Study shows how embryos regulate vitamin A derivatives

November 20, 2007

Human embryos that get too much or too little retinoic acid, a derivative of Vitamin A, can develop into babies with birth defects. New research at UC Irvine shows for the first time how embryonic cells may regulate levels of retinoic acid, giving scientists insight into how it acts as a signal between cells to control development of the brain, limbs and many other tissues in embryos.

Thomas Schilling, Richard White, Qing Nie and Arthur Lander of UCI studied the behavior of retinoic acid in zebrafish embryos, which often are used in genetic studies as models for human development because the transparent embryos are easy to examine and develop rapidly. The zebrafish genome also has been completely sequenced.

Retinoic acid is important to human health. In addition to its vital role in embryo development, it is used to treat patients with certain types of leukemia, and it is included in many acne medications because of its profound effects on skin cells. Vitamin A is found naturally in many foods, including liver, carrots, broccoli, kale and sweet potatoes.

“Vitamin A in the diet gets converted into retinoic acid, which scientists have known since the 1960s has amazing effects on cells and tissues,” said Schilling, associate professor of developmental and cell biology at UC Irvine. “If you don’t get enough Vitamin A in your diet – or if you get too much – your body compensates for that. Our study helps explain how this regulation occurs.”

This study appears Nov. 20 in the journal Public Library of Science Biology.

Within a certain range, cells can regulate levels of retinoic acid. Schilling and his colleagues found that if the level becomes too high, an enzyme called cyp26a1 degrades the excess and brings it back to normal. When levels drop too low, proteins called fibroblast growth factors, or FGFs, stop the retinoic acid from degrading as rapidly.

“Those two things work together to keep the whole system adjusted to the right level,” Schilling said. “Retinoic acid induces its own degradation, and FGFs, also present in the embryo, have the opposite effect by inhibiting retinoic acid degradation.”

Zebrafish embryos used in this study were genetically engineered to be unable to make enough retinoic acid. The UCI scientists implanted tiny retinoic acid-soaked beads, which gradually released retinoic acid into the embryos. Using genetically altered fish embryos in which cells become fluorescent in response to retinoic acid when illuminated with an ultraviolet light, the scientists tracked how the retinoic acid moved within the embryos. This study is among the first to examine the distribution of retinoic acid.

These data were analyzed in a mathematical model based on the different biological components of the embryo. This type of collaboration between biologists and mathematicians is key to understanding how signals work and act together in complex biological systems.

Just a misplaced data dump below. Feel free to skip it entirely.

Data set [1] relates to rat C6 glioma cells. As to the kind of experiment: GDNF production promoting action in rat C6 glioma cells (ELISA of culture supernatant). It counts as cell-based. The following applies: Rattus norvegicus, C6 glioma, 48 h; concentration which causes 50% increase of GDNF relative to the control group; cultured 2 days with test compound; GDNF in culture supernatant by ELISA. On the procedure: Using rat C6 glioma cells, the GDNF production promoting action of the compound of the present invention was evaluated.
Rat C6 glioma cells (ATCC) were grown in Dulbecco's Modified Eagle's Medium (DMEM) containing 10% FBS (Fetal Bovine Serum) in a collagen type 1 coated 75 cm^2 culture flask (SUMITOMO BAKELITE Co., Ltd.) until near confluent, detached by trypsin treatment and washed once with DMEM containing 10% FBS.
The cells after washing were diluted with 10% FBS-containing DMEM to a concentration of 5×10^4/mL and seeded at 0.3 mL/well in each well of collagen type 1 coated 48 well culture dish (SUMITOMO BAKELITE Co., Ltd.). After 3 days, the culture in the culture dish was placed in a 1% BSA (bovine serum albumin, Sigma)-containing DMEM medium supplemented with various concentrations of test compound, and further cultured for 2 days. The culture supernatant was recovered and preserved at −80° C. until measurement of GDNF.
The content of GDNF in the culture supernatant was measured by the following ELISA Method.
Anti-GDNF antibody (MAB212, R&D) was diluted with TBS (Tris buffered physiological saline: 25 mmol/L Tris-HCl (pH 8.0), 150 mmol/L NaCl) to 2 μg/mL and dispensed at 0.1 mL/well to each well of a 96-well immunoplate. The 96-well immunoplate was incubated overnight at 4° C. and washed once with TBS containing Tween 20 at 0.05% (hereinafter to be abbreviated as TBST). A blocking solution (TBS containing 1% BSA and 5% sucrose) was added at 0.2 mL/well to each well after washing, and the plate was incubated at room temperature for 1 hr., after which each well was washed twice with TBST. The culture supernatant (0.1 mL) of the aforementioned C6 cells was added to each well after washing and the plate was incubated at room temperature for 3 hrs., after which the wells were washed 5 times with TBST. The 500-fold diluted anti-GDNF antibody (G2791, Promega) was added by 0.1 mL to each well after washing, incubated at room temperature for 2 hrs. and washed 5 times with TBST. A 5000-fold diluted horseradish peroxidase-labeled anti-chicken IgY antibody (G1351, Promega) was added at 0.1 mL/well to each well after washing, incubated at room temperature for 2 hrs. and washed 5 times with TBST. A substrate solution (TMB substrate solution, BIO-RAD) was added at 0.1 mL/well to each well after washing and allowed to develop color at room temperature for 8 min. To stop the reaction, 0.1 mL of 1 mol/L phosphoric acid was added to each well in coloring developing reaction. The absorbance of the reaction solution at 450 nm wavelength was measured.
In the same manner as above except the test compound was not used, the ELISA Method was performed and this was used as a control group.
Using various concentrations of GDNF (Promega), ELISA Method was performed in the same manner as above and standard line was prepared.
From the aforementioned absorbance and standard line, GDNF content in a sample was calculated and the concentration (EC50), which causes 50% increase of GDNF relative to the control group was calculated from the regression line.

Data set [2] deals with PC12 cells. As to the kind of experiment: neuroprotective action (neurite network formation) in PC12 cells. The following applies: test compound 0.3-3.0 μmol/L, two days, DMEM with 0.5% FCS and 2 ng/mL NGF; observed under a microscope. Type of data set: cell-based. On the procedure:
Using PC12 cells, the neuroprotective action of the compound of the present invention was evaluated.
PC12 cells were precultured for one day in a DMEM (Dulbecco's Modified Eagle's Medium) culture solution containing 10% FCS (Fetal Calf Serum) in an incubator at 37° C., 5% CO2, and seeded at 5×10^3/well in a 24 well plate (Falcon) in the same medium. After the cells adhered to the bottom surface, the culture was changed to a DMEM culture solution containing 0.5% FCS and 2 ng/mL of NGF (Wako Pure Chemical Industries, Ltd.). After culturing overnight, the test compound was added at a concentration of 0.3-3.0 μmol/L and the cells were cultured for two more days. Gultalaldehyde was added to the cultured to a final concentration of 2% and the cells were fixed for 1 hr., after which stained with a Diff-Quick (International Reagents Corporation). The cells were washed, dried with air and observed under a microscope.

Previously, scientists focused on where retinoic acid is made within an embryo, “but now we’re hoping the results of our study will shift the focus of research to how the degradation of retinoic acid is controlled,” Schilling said. Hopefully this someday will help scientists better predict how retinoic acid behaves in the human body, leading to more effective drug treatments.

Source: University of California - Irvine

Explore further: Too much retinoic acid disrupts development in zebra fish embryos

Related Stories

Keeping retinoic acid in check

April 19, 2011

Neurobiologists from the Friedrich Miescher Institute for Biomedical Research (FMI) of the Novartis Research Foundation are the first to describe a mechanism that controls the synthesis of retinoic acid in the developing ...

Embryology study offers clues to birth defects (w/Video)

June 9, 2009

Gregg Duester, Ph.D., professor of developmental biology at Burnham Institute for Medical Research (Burnham), along with Xianling Zhao, Ph.D., and colleagues, have clarified the role that retinoic acid plays in limb development. ...

The mystery of symmetry is revealed

February 19, 2010

( -- Some of our organs, such as the liver and the heart, are lateralised. As our bodies develop they mostly display bilateral symmetry across the vertebral column.

Timing germ cell development

March 15, 2013

( —Scientists from the Friedrich Miescher Institute for Biomedical Research identify a novel mechanism in early germ cell development. They show how the chromatin modulator PRC1 coordinates the timing of sexual ...

Recommended for you

How the finch changes its tune

August 3, 2015

Like top musicians, songbirds train from a young age to weed out errors and trim variability from their songs, ultimately becoming consistent and reliable performers. But as with human musicians, even the best are not machines. ...

Machine Translates Thoughts into Speech in Real Time

December 21, 2009

( -- By implanting an electrode into the brain of a person with locked-in syndrome, scientists have demonstrated how to wirelessly transmit neural signals to a speech synthesizer. The "thought-to-speech" process ...


Please sign in to add a comment. Registration is free, and takes less than a minute. Read more

Click here to reset your password.
Sign in to get notified via email when new comments are made.